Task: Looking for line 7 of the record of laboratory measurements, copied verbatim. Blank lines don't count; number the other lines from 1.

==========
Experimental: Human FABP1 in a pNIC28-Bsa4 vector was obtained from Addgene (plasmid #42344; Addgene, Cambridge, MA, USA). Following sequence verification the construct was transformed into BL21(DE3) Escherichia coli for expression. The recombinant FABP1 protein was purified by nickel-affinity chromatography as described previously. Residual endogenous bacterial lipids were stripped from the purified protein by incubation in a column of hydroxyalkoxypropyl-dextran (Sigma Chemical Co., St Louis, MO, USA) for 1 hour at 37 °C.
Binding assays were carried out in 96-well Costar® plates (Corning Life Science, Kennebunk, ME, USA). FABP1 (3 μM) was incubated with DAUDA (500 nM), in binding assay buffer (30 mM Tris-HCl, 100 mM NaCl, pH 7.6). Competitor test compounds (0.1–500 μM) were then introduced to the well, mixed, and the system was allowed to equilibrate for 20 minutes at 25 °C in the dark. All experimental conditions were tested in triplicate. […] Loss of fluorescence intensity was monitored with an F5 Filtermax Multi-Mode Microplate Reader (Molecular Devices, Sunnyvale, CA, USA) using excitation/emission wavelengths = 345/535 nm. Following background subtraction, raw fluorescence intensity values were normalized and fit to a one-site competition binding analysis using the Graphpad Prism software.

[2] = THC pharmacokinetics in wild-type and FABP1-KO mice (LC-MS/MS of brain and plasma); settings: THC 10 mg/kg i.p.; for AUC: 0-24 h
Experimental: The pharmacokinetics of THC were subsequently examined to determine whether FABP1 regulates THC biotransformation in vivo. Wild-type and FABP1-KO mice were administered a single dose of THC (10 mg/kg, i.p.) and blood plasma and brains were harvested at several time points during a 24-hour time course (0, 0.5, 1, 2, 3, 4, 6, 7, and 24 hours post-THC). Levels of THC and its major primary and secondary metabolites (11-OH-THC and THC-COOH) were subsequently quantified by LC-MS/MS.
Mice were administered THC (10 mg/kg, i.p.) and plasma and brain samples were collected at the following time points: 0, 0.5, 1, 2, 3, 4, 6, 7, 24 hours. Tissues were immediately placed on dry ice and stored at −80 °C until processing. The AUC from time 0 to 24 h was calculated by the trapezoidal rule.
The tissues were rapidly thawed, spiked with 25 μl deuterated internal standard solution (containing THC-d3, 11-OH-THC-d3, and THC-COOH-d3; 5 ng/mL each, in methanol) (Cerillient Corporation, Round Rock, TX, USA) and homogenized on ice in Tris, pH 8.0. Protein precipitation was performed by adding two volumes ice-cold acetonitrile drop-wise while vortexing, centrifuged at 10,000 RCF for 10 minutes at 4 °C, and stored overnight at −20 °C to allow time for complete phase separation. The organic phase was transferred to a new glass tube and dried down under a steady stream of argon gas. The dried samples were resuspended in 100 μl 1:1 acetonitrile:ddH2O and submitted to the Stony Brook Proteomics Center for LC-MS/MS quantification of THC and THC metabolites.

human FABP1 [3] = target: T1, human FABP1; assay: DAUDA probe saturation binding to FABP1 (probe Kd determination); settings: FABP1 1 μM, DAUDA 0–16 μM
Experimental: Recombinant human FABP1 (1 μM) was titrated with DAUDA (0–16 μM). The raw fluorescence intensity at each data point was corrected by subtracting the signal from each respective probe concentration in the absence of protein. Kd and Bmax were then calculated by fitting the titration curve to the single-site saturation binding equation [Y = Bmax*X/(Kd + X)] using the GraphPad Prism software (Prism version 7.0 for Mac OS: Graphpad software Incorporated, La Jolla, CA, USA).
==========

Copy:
human FABP1 [3] = target: T1, human FABP1; assay: DAUDA probe saturation binding to FABP1 (probe Kd determination); settings: FABP1 1 μM, DAUDA 0–16 μM